Video

Video West Africa Ebola Vaccine Trials Possible by Early 2015

A U.S. health agency is speeding up clinical trials of a possible vaccine against the deadly Ebola virus that so far has killed more than 1,500 people in West Africa. If successful, the next step would be a larger trial in countries where the outbreak is occurring. VOA's Carol Pearson has more.
Video

Video Survivors Commemorate 70th Anniversary of Nazi Liquidation of Jewish Ghetto

When the German Nazi army occupied the Polish city of Lodz in 1939, it marked the beginning of a long nightmare for the Jewish community that once made up one third of the population. Roughly 200,000 people were forced into the Lodz Ghetto. Less than 7,000 survived. As VOA’s Kane Farabaugh reports, some survivors gathered at the Union League Club in Chicago on the 70th anniversary of the liquidation of the Lodz Ghetto to remember those who suffered at the hands of the Nazi regime.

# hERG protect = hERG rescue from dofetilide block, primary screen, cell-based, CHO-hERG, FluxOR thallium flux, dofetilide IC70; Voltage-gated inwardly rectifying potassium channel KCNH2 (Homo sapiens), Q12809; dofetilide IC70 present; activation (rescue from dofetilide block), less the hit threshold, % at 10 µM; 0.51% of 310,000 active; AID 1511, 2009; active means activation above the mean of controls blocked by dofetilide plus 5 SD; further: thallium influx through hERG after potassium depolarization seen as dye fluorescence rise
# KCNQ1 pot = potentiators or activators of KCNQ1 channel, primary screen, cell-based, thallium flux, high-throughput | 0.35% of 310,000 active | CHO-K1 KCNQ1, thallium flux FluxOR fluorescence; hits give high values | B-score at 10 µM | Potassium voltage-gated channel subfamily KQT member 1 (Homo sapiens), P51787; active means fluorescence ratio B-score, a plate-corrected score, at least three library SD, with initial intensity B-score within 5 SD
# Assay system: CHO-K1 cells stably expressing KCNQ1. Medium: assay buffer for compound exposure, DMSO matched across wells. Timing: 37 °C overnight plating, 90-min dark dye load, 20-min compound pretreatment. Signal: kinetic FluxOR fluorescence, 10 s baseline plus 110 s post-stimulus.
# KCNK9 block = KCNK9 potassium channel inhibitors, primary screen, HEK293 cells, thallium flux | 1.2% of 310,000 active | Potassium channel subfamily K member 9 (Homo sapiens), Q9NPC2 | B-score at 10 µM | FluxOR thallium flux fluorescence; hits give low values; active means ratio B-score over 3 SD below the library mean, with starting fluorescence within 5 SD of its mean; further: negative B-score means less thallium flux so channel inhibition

Video

Video Cost to Raise Child in US Continues to Rise

The cost of raising a child in the United States continues to rise. In its latest annual report, the U.S. Department of Agriculture says middle income families with a child born in 2013 can expect to spend more than $240,000 before that child turns 18. And sending that child to college more than doubles that amount. VOA’s Deborah Block visited with a couple with one child in Alexandria, Virginia, to learn if the report reflects their lifestyle.
Video

Video Chaotic Afghan Vote Recount Threatens Nation’s Future

Afghanistan’s troubled presidential election continues to be rocked by turmoil as an audit of the ballots drags on. The U.N. says the recount will not be completed before September 10. Observers say repeated disputes and delays are threatening the orderly transfer of power and could have dangerous consequences. VOA correspondent Meredith Buel reports.

AppleAndroid